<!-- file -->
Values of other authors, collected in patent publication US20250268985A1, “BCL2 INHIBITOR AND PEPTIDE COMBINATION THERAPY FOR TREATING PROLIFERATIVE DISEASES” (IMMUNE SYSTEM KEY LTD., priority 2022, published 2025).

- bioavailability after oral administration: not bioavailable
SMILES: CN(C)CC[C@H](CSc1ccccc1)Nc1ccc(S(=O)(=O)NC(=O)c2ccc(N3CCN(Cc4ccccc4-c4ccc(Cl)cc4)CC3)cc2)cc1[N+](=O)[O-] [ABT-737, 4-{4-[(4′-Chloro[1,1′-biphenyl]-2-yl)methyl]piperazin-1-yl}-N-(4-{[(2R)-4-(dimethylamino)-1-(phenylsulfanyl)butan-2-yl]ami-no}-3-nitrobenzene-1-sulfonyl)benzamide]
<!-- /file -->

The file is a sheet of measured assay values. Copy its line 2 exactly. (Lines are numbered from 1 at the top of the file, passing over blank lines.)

- bioavailability after oral administration: not bioavailable